The real value of Jackson Pollock’s Mural lies in the inspiration it provides to nourish creativity and to educate anyone who sees it. When my daughter was 4 years old, she learned to recognize Pollock’s work with this painting.  Grinnell students travel to Iowa City (and now Davenport) to see this masterpiece. A noted art historian visiting Grinnell from Morocco asked to visit the Pollock. It is that important and world-renowned, bringing distinction to our state.

 When our children live 250-300 miles from the nearest major metropolitan area, it behooves all of us at the state’s colleges and universities (as well as private museums) to expose our audiences to the very best art we can—be that from our regional artists, from national figures like Jackson Pollock, or from international artists. Iowa is integrally tied to the wide world, a fact we celebrate every day. I commend the University of Iowa for finding a way to keep the Pollock and other key works in their collection on view at the Figge Museum as a means of serving all the people of Iowa and who visit Iowa until such time as they can rebuild in Iowa City.

Finally, on a more practical note, a painting the size of Mural is difficult and expensive to transport and it endangers the work of art every time it is moved. Expecting owner to send the piece to Iowa every few years from wherever in the world it winds up is risky at best and almost impossible to enforce. It’s a well-intentioned condition of sale, but not a good one.

I am sure there are excellent ways to raise scholarship funds for students at our State universities. Selling Pollock’s Mural will have negative repercussions that far outweigh the cash benefits.  The value of art lies in the power of visual expression, the emotional response to a work, and to the stimulus to our imagination. The dollar value is paltry compared with the value of Pollock’s work to the human spirit. If we sell off the Pollock, we impoverish Iowa forever.


Lesley Wright, Director

Faulconer Gallery, Grinnell College  

Grasping the Explosive Growth of China

Fri, 2013-01-04 02:24 | By Anonymous (not verified)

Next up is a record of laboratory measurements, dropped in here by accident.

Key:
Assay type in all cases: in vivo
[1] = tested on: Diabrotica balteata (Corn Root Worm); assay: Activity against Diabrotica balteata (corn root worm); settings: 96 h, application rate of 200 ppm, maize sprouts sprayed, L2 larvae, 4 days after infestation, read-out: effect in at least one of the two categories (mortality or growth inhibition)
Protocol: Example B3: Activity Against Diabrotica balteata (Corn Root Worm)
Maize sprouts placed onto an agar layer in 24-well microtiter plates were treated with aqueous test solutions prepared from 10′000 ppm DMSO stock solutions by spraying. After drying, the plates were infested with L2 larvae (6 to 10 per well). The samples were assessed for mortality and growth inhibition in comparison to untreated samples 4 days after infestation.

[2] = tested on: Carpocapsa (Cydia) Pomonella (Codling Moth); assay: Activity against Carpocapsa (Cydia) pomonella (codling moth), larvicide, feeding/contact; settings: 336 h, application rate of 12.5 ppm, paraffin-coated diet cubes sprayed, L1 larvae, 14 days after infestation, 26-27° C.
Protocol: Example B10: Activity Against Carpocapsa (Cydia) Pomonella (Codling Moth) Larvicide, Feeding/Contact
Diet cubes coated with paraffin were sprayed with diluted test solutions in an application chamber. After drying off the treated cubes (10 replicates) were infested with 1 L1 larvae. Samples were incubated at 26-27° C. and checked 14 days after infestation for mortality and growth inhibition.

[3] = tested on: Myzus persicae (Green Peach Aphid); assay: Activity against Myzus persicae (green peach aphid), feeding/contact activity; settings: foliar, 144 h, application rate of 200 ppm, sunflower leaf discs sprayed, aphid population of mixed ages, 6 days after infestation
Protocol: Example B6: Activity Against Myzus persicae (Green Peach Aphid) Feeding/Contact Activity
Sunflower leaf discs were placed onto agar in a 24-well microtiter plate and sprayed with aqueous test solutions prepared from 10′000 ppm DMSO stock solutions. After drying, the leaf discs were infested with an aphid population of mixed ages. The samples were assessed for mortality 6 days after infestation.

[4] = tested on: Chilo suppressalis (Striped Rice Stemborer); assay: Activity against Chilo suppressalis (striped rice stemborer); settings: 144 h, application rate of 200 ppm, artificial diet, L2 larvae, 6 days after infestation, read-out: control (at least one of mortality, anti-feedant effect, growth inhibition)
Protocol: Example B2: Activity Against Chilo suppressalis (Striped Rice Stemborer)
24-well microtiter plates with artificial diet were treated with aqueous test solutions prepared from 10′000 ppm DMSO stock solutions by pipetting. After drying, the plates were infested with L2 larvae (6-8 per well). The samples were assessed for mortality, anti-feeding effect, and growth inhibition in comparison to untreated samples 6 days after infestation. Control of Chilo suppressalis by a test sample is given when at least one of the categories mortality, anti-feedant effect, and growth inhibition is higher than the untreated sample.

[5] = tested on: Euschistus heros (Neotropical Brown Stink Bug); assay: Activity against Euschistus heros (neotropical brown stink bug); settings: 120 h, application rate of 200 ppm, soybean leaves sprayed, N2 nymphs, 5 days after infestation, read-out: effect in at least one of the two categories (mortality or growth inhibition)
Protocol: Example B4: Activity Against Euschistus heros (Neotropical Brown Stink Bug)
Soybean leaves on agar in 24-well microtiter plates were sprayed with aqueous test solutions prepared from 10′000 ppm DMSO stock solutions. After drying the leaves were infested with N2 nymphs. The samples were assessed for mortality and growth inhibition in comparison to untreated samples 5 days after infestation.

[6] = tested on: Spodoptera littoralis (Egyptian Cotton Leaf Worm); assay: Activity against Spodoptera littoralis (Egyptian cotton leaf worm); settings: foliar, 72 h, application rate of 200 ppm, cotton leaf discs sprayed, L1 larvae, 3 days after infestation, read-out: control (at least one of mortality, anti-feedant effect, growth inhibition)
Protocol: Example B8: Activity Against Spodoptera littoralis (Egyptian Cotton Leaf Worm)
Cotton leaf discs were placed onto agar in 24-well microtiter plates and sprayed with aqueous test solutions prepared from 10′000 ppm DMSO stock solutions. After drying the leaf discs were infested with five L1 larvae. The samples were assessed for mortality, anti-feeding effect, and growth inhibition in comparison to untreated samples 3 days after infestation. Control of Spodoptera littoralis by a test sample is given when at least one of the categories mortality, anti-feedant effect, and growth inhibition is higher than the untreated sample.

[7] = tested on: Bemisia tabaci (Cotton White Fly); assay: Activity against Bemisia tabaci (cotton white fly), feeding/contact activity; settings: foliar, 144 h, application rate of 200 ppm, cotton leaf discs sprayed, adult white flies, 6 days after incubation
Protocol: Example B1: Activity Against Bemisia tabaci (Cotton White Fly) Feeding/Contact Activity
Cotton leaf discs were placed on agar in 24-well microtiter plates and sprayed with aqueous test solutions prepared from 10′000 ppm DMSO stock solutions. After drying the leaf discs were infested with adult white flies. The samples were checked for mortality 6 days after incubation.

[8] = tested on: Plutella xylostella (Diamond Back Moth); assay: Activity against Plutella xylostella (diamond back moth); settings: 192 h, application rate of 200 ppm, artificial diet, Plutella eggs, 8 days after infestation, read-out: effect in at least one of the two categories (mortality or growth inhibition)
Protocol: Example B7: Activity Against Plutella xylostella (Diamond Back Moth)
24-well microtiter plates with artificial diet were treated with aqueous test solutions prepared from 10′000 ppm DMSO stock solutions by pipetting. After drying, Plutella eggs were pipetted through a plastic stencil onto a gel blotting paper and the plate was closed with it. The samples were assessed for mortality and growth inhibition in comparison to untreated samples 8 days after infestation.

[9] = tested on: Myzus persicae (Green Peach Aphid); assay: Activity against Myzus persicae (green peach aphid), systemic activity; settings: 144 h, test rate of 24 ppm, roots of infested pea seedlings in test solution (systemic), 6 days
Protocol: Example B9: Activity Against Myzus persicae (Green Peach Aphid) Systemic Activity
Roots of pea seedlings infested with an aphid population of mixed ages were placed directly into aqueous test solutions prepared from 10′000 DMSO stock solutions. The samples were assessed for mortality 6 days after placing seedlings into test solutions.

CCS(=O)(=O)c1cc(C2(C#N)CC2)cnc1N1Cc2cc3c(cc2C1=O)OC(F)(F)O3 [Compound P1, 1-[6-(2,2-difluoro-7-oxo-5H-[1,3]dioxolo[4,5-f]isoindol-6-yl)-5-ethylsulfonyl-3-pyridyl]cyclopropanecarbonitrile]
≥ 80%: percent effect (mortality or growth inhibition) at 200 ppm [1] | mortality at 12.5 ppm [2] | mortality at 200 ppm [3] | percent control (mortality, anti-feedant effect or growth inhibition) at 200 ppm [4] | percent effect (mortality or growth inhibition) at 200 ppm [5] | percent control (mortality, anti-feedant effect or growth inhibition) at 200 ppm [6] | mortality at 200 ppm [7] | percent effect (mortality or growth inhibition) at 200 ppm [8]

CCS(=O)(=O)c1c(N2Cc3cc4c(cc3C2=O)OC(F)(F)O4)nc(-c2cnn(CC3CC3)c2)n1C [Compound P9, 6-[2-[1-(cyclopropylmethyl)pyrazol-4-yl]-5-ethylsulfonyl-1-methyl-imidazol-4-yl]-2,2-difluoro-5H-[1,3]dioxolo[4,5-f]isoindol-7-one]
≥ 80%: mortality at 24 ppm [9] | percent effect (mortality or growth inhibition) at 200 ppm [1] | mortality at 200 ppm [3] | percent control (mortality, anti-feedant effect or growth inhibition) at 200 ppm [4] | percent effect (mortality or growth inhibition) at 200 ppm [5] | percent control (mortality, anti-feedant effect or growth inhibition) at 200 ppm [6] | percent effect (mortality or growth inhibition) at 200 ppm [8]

In the U.S., we often hear about the scale of projects and economic growth in China, but from a distance and with only our own scale of reference, it's difficult to grasp.  Even here in central Nanjing, with new skyscrapers and shopping malls under construction in seemingly every block, the feeling is similar to that of redeveloping areas in Chicago, or New York, or L.A.  It's impressive, but woven into the fabric of the energy of a city at perhaps a hyper-level from what we have come to expect.

In the morning, we walk up the the magazine kiosk on Hankou Lu and purchase a copy of the English language China Daily. Though we are careful to parse the prose and assume there are facts and shadings that we are not being given, The Daily does provide an intriguing window onto the scale of China.  In yesterday's paper, we learned that 505,000 people visited the Shanghai expo on Saturday (half a million people in one place in a single day)!  Now that's an attendance figure.  We plan to attend the Expo on our last day in China, though we approach it with some trepidation.  A more interesting article for us as Iowans was a long piece about the changing face of farming.  It began with an overview of Xinfadi, the wholesale produce, meat, seafood and seed market in Beijing, open 24 hours a day, 365 days a year.  As many as 80,000 people buy and sell pork, cabbage, rice, shrimp and the rest every day.  Supplying Xinfadi and other markets like it across China are 300 million farmers.  Think about that.  There are as many farmers in China as there are people in the U.S. (roughly). Of course, this is largely because most farms are tiny, one to ten acres, and are farmed by hand.  But the fact that they have the infrastructure to move products from all those places to markets of the scale of Xinfadi is astounding.

On Saturday, Don and I took a ride on the brand new #2 Line of the Nanjing subway. The line opened the day before and provides a much faster link between the Gulou campus of Nanjing University and the "new campus" where most of the undergraduates study and reside, out in the suburbs. Aside from a few glitches, the ride was great, we made some new friends with a quartet of preteens intrigued by the foreigners and eager to try their English, and we were knocked out by the army of people in every station to assist new riders.